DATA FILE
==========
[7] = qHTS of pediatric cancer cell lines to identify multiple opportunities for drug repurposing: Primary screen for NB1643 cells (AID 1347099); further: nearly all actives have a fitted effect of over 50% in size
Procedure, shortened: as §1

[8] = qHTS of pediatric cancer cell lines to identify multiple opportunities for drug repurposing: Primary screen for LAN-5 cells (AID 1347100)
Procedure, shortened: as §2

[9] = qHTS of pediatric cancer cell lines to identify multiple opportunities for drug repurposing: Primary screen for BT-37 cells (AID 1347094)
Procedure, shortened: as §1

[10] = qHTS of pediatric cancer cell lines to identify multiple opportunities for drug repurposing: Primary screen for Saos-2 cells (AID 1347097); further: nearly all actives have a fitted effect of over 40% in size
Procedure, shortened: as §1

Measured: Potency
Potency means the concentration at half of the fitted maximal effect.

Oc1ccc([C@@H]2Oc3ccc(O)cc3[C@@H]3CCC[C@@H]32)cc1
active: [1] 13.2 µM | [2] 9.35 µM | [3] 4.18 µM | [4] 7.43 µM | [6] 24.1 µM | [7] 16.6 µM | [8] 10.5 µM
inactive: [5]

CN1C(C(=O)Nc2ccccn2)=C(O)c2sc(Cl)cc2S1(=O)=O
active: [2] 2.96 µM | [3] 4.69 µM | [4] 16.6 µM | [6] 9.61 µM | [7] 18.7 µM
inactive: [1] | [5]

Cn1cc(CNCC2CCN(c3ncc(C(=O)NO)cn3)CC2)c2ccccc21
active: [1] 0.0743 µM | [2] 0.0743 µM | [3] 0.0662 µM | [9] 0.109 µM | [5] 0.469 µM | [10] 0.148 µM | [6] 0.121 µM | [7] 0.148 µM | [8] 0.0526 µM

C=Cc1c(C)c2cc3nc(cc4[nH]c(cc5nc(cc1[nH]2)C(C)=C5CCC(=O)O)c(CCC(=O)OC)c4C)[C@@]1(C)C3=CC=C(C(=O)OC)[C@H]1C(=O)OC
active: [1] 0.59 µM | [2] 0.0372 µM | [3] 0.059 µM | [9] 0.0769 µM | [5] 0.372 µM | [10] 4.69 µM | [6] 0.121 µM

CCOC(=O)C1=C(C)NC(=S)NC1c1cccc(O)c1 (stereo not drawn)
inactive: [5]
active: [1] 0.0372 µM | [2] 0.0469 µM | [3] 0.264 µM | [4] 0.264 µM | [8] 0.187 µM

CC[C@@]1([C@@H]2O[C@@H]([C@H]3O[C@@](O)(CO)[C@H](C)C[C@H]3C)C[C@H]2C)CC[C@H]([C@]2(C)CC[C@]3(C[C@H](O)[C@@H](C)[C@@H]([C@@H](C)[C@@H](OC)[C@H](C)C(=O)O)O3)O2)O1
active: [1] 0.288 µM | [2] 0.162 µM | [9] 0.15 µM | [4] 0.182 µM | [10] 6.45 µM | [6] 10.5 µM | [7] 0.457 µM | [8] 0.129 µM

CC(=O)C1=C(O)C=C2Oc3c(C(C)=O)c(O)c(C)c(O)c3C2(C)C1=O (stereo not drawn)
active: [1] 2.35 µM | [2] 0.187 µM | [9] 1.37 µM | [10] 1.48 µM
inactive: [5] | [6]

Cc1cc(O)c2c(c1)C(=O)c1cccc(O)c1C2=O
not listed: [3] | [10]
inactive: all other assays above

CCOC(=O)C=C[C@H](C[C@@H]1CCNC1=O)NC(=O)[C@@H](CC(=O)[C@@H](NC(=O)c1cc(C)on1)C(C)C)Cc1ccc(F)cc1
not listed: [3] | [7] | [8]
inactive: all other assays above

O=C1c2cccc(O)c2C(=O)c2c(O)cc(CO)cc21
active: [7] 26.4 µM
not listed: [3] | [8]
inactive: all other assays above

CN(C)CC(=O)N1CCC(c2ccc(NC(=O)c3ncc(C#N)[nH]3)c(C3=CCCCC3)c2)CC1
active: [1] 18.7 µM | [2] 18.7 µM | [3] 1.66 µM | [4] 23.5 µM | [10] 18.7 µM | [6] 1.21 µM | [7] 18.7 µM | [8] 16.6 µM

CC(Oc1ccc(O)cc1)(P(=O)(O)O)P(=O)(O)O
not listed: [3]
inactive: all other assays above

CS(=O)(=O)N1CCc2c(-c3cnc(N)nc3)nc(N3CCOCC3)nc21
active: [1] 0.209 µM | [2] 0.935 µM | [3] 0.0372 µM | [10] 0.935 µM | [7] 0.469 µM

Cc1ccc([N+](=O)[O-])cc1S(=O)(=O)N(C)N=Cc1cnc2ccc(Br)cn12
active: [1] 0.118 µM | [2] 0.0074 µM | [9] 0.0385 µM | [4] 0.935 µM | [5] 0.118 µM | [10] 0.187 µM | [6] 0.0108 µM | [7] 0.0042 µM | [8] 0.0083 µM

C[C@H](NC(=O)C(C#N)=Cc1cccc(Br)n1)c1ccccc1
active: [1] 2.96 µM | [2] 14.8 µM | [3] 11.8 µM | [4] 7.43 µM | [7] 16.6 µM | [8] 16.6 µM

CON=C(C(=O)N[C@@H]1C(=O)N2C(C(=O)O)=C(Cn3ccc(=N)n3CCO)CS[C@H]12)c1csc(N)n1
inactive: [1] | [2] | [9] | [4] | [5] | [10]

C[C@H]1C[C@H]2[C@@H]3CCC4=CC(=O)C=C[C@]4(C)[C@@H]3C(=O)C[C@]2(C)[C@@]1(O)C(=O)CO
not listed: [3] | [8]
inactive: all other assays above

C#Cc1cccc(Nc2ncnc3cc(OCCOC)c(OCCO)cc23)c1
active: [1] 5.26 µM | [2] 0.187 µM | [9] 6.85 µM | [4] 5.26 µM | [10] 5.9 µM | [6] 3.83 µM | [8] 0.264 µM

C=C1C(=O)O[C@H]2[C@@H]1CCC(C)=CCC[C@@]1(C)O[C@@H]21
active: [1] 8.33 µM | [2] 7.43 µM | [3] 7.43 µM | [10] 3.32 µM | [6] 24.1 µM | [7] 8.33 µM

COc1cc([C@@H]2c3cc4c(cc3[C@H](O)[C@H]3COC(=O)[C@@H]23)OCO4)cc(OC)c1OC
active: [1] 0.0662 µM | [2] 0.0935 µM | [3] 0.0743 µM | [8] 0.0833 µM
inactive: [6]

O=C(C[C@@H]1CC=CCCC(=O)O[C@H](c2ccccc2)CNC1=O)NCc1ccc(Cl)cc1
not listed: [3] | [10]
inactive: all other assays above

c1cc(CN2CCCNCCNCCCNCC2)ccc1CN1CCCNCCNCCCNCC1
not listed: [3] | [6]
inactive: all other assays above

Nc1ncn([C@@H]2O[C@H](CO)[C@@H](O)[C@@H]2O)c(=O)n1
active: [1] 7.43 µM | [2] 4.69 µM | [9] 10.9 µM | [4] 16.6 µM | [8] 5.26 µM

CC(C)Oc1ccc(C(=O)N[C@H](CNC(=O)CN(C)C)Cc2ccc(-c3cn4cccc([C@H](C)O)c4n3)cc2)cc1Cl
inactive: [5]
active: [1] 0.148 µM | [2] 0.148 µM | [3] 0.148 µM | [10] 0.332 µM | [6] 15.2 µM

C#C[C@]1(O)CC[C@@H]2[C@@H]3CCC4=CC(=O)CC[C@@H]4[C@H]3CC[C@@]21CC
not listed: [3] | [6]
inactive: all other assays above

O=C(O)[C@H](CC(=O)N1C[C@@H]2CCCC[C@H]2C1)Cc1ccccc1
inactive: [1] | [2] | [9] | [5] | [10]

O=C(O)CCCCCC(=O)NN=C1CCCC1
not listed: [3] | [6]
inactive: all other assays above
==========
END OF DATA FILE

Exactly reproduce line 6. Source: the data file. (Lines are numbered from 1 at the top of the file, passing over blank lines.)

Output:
Procedure, shortened: as §1